Acceptability and Use of the Diaphragm and Replens® Lubricant Gel for HIV Prevention in Southern Africa
The acceptability and use of the diaphragm and lubricant gel were assessed as part of a large randomized controlled trial to determine the effectiveness of the methods in women’s HIV acquisition. 2,452 intervention-arm women were enrolled at five Southern African clinics and followed quarterly for 12–24 months. Acceptability and use data were collected by face-to-face interviews at Month 3 and Exit. Participants were “very comfortable” with the physical mechanics of diaphragm use throughout the trial, and approval of the gel consistency, quantity and the applicator was high. At Exit, consistent disclosure of use (AOR 1.97, 95% CI: 1.10–3.55); an overall high diaphragm rating (AOR 1.84, 95% CI: 1.45–2.34) and perception of partner approval (AOR 1.75, 95% CI: 1.35–2.26) were the most significant acceptability factors independently associated with consistent use. Despite being female-initiated, disclosure of use to male partners and his perceived approval of the products were factors significantly associated with their consistent use.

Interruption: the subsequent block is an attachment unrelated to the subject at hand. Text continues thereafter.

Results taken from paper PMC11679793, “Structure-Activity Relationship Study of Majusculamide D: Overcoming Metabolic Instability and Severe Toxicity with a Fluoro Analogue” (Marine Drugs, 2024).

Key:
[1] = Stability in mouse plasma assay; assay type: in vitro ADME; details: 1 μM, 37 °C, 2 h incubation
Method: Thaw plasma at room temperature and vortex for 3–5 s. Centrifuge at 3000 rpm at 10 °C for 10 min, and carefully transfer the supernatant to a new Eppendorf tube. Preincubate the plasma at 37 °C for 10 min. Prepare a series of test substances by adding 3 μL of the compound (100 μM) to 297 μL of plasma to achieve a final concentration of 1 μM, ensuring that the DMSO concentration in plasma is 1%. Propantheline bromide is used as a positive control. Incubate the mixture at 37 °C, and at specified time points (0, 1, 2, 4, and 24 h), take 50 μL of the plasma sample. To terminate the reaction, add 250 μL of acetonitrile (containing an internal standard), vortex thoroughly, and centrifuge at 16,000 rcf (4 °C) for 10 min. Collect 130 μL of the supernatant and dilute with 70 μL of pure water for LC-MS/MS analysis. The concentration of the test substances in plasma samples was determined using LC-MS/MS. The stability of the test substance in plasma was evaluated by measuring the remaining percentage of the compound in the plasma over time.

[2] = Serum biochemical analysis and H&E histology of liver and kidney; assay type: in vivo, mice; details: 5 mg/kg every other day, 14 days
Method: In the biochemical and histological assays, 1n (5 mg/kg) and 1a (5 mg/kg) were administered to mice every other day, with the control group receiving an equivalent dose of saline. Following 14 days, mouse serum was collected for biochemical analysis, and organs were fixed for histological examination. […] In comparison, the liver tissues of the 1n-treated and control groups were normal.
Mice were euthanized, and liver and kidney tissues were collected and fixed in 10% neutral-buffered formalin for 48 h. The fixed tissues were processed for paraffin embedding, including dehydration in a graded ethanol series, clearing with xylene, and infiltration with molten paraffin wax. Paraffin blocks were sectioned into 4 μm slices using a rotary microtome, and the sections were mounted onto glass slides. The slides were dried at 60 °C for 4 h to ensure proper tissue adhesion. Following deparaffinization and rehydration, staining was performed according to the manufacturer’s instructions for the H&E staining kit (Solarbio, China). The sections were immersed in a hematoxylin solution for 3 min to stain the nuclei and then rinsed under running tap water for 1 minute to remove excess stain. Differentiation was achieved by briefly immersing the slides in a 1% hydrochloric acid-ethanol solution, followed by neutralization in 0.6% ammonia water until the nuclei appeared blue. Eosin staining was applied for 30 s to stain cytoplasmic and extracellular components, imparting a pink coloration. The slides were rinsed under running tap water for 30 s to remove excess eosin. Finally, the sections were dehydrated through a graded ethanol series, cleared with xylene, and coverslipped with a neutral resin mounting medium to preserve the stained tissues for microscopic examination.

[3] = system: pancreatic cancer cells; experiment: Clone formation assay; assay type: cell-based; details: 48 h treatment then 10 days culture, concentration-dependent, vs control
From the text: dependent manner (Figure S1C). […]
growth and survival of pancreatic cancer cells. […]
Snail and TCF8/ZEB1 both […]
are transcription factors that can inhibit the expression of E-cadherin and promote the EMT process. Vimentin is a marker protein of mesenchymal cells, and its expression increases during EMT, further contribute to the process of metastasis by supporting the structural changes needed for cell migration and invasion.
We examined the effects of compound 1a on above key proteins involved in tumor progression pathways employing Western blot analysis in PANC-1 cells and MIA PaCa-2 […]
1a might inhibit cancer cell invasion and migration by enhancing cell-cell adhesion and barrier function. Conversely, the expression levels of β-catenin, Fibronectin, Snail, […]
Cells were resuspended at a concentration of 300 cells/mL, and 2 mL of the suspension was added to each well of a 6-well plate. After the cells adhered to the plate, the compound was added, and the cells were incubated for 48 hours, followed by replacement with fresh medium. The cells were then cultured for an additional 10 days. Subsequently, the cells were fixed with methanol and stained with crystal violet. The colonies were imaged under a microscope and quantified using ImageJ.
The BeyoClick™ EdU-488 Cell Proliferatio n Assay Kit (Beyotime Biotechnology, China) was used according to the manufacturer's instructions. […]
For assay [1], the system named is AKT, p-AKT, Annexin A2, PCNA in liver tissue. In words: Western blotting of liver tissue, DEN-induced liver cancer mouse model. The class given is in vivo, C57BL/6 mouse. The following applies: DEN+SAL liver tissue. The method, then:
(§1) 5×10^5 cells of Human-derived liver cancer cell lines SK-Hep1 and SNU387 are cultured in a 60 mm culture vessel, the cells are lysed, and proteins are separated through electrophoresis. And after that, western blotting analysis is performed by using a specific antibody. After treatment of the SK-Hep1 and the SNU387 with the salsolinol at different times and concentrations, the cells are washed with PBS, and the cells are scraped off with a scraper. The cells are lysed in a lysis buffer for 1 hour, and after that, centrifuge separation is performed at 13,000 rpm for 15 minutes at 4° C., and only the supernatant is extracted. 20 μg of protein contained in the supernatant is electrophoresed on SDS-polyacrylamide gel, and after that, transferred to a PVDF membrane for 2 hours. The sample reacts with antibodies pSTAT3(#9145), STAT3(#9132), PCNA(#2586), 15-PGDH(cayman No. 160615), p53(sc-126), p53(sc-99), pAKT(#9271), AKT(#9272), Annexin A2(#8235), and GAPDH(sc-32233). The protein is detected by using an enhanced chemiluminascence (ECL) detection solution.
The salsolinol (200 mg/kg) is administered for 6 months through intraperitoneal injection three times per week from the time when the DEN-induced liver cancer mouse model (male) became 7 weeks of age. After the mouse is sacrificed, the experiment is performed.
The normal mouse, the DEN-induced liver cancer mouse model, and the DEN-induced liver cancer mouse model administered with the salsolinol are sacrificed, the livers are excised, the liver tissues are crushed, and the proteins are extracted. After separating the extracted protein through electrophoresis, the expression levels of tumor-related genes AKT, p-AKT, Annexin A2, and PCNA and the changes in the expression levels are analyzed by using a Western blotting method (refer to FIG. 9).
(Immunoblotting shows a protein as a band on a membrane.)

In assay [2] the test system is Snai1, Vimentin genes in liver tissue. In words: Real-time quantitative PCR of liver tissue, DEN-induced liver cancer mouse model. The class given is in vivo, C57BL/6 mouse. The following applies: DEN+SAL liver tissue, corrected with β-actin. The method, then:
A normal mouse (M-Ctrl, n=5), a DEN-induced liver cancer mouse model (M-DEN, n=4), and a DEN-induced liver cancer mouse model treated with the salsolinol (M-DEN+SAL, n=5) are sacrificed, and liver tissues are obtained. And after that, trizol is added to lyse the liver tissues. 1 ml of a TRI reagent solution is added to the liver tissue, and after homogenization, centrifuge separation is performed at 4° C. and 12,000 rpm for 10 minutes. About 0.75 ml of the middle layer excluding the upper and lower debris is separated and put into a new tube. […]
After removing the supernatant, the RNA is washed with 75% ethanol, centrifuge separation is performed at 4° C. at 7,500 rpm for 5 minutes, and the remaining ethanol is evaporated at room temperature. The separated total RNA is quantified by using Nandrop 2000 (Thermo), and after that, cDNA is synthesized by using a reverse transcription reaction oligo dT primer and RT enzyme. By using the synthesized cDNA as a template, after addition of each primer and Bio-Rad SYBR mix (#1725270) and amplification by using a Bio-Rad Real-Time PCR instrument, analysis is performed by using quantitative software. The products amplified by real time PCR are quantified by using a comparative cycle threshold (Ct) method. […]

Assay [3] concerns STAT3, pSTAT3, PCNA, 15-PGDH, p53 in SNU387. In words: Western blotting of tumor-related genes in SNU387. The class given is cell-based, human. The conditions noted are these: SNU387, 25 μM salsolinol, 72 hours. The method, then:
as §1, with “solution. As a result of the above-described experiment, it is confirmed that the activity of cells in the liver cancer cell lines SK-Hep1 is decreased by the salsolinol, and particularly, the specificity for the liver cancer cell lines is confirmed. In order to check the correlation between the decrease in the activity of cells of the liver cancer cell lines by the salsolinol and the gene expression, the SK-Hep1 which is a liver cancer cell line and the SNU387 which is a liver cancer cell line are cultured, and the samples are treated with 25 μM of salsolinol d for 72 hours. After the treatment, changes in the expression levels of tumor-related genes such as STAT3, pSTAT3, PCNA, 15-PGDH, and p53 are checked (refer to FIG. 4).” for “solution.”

Montgomery, E., Cheng, H., Van Der Straten, A., Chidanyika, AC., Lince, N., Blanchard, K., ... MIRA Team, U. (2010). Acceptability and Use of the Diaphragm and Replens® Lubricant Gel for HIV Prevention in Southern Africa. AIDS and Behavior, 14(3), 629-638. https://doi.org/10.1007/s10461-009-9609-z